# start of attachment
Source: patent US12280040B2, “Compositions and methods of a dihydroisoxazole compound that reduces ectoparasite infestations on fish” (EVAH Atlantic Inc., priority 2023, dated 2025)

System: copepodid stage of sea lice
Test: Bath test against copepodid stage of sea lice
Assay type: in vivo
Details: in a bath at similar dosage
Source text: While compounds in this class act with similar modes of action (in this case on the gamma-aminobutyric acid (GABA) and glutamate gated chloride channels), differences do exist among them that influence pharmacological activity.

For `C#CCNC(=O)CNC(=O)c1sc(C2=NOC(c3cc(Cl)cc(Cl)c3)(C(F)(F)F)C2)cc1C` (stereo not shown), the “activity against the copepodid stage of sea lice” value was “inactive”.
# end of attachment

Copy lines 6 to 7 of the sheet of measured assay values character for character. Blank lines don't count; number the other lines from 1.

Source text: While compounds in this class act with similar modes of action (in this case on the gamma-aminobutyric acid (GABA) and glutamate gated chloride channels), differences do exist among them that influence pharmacological activity.

For `C#CCNC(=O)CNC(=O)c1sc(C2=NOC(c3cc(Cl)cc(Cl)c3)(C(F)(F)F)C2)cc1C` (stereo not shown), the “activity against the copepodid stage of sea lice” value was “inactive”.